CANADA FX DEBT-C$ hits 3-day high; helped by ECB, Bank of Canada

Thu Oct 4, 2012 3:30pm EDT
 
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* C$ strengthens to C$0.9805, or $1.0198
    * ECB says primed to buy bonds, seen helping crisis
    * Bank of Canada repeats hawkish tone on interest rates

    By Alastair Sharp
    TORONTO, Oct 4 (Reuters) - The Canadian dollar hit its
strongest level in several days against the U.S. currency on
Thursday, helped by signs the European Central Bank intends to
tackle the region's debt crisis and more hawkish talk from the
Bank of Canada.
    The resource-linked currency firmed as high as C$0.98 to the
greenback, or $1.0204, as gold and oil bounced and copper edged
higher and Canadian and U.S. equities markets also gained.
    A slower rise in the number of Americans filing new claims
for unemployment benefits also contributed to gains.
 
    But the main thrust came from ECB President Mario Draghi,
who said the central bank was primed to buy troubled euro zone
bonds and that conditions linked to such purchases need not be
painful. 
    "More than anything, it's Draghi being more than willing to
drive on, and this feel-good factor is sneaking over to the
equities and the loonie gets dragged along," said Dean
Popplewell, chief currency strategist at OANDA, referring to the
colloquial term for the Canadian currency.
    At 2:56 p.m. (1856 GMT) the Canadian dollar was at
C$0.9805 to the U.S. dollar, or $1.0198, up from C$0.9881, or
C$1.0120 on Wednesday. At C$0.98 to the dollar it was at its
strongest since Oct. 1. It had hit a four-week low on Wednesday.
    Popplewell pointed out, however, that Canada's dollar
remains stuck in a relatively tight range between C$0.9750 and
the psychologically important C$0.99 level.  

    CANADA STILL HAWKISH
    The Bank of Canada is still looking at the possibility of
raising interest rates, Deputy Governor Tiff Macklem said on
Thursday, in comments that contrasted with the easing stance of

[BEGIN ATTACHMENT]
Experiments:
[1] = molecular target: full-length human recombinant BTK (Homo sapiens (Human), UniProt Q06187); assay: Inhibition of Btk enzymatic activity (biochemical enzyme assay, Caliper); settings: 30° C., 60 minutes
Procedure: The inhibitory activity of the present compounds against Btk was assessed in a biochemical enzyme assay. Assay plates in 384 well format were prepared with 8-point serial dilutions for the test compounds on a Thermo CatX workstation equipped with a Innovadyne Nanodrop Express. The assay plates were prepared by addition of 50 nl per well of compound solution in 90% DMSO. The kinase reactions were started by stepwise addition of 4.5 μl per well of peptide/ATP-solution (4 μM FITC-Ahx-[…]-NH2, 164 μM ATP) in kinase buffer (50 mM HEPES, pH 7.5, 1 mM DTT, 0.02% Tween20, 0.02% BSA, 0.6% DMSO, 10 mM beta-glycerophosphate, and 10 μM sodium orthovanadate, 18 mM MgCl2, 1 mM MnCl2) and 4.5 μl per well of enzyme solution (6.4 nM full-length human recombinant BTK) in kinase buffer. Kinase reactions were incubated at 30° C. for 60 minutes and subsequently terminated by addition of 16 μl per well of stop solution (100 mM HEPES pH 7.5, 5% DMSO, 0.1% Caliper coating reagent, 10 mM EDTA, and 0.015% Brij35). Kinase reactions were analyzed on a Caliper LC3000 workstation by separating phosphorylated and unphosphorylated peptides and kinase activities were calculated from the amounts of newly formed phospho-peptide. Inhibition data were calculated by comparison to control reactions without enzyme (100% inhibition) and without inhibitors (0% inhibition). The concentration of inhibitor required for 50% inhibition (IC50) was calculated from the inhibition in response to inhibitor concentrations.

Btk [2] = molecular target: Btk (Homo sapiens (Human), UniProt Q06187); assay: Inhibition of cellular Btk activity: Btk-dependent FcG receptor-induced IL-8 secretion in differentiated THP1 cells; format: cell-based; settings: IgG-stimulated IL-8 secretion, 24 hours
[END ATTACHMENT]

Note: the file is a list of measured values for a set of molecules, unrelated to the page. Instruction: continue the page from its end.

the U.S. Federal Reserve.
    Macklem also said, however, that there is some slack in the
labor market that has not been taken up by the recovering
economy. 
    "I would suggest the outlook for global growth has
deteriorated and continues to do so, however for most investors
it's a matter of deciding whether it's the global growth outlook
or monetary policy that matters," said Camilla Sutton, chief
currency strategist at Scotiabank.  
    "For us, it's Fed action, particularly Fed action versus the
Bank of Canada's stance."
    The currency later slipped slightly before recovering after
the U.S. Federal Reserve released minutes from last month's 
meeting approving its third round of aggressive stimulus
measures, which showed the Fed considering adopting numerical
thresholds to serve as guideposts for policy. 
    Some investors brushed off any possibility that Canada's
central bank could raise interest rates at a time when many of
the world's other major economies are moving in the opposite
direction and global growth remains tepid.
    "There is not a snowball's chance in Hades that they can
raise rates anytime soon," said John Curran, senior vice
president at CanadianForex.
    He said a broader downswing in the price of oil would likely
weigh on the Canadian currency, which often follows the lead of
crude oil prices given the country's role as an oil and gas
exporter.
    Canadian government bond prices were lower across the curve,
with the two-year bond slipping 7 Canadian cents to
yield 1.094 percent, while the benchmark 10-year bond
 fell by 37 Canadian cents, to yield 1.759 percent.